We are so pleased to introduce you to author David Ebsworth! Today is Day 2 of our interview:
You live “across the pond” from our American readers. Can you tell us what the publishing/book world is like in Europe? Do most prefer the digital venue or are bookstores still popular?
To be honest, I don’t think there’s a generic European picture. Here in the UK we’ve lost many of our retail book chains although Waterstones still have a presence in most towns, while a few of the W.H. Smiths stores specialise in book sales, and there are Foyles or Blackwell shops here and there. But overall there’s been a huge surge in digital book sales that has wiped out all the other large retailers of my youth. Despite this, there’s also been a recent resurgence of smaller independent bookstores in most places – many offering good quality coffee and cake, reading space, facilities for author events, children’s story-telling, friendly advice, etc. Elsewhere in Europe, the market is still a couple of years “behind” (in the best possible way) the UK situation, in the sense that it’s much easier to find old-fashioned bookshops in, say, Spain, France or Italy. The digital market is growing there too, naturally, but I think it will all settle down shortly and there will be room for both aspects of the book world. People will always want "real" books and, on the other hand, the digital revolution has allowed many authors (like myself, I hope) to blossom who would never have had the chance through traditional publishing. The big question is... what comes next?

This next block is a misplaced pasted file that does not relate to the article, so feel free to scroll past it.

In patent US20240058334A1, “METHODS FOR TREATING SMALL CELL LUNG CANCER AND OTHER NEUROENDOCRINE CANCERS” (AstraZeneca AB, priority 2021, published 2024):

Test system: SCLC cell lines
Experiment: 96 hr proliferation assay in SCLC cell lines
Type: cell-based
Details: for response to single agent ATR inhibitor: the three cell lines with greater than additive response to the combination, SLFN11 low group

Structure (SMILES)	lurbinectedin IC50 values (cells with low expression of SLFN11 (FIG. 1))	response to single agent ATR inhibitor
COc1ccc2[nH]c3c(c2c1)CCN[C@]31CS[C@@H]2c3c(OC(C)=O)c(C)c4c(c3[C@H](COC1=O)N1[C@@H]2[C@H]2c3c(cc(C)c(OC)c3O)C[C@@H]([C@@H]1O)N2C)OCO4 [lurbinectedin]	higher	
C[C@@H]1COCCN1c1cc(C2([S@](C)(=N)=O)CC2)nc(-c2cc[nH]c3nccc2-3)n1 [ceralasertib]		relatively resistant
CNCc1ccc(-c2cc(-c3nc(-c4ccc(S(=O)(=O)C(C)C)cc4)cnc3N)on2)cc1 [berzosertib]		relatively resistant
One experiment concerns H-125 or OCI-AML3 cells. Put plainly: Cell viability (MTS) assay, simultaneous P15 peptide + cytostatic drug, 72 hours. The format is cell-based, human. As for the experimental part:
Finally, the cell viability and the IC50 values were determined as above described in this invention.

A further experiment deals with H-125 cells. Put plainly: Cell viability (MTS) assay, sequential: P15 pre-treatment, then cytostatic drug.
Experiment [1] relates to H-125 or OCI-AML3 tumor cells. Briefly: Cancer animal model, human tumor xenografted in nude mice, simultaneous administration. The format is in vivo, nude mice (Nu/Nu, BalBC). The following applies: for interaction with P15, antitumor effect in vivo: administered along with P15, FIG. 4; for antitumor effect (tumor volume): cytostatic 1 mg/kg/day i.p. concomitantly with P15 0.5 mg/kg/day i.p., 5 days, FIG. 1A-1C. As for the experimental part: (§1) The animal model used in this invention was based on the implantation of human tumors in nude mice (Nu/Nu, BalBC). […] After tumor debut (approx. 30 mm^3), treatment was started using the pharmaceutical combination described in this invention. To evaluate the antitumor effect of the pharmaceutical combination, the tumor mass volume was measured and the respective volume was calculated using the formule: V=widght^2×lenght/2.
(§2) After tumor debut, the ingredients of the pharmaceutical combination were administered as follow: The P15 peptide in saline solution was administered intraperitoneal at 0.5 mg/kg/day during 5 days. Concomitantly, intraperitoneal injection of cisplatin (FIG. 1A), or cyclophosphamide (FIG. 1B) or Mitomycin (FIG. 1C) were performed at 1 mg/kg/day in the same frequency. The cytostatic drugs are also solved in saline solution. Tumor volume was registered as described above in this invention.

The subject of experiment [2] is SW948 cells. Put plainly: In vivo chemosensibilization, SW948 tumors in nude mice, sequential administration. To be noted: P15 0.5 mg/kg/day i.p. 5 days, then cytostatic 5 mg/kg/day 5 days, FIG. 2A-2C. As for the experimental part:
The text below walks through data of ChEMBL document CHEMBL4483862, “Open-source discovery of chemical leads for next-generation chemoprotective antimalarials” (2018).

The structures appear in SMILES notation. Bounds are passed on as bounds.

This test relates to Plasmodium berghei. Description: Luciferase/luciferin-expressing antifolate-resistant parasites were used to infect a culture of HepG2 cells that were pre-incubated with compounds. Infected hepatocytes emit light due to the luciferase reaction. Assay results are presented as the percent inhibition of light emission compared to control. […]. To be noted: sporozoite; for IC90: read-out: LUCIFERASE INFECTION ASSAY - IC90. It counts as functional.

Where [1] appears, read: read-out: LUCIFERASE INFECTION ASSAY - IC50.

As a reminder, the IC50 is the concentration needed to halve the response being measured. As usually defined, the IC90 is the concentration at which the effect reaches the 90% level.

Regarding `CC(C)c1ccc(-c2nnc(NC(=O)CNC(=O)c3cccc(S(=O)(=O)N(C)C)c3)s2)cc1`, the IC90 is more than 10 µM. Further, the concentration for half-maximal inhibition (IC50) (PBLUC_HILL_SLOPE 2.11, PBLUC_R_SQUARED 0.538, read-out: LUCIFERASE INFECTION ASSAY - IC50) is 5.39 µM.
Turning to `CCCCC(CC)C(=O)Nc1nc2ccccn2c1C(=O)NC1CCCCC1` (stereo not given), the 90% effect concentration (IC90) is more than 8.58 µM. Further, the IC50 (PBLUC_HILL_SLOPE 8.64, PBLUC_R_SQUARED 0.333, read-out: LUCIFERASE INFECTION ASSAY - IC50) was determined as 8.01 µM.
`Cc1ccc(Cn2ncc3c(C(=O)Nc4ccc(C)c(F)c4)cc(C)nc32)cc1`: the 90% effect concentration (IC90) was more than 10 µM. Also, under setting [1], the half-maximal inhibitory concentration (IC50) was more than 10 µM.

Good question, Dave. :) If you could be a character from any novel, who would it be and why?
Oh, no question about this one! I’d be Lucky Jack Aubrey from the Patrick O’Brian novels. A bred-in-the-bone love of sailing and the sea. More gauche on land than on the water. An insatiable lust for life and living it to the full. An inveterate swimmer. A penchant for bad jokes. Inseparable best friend (wife, Ann, in my own case, rather than Stephen Maturin). And a hearty appetite for good food and wine.
Researching for a historical novel can uncover some amazing details. Are there any that stand out in your mind as being the most interesting?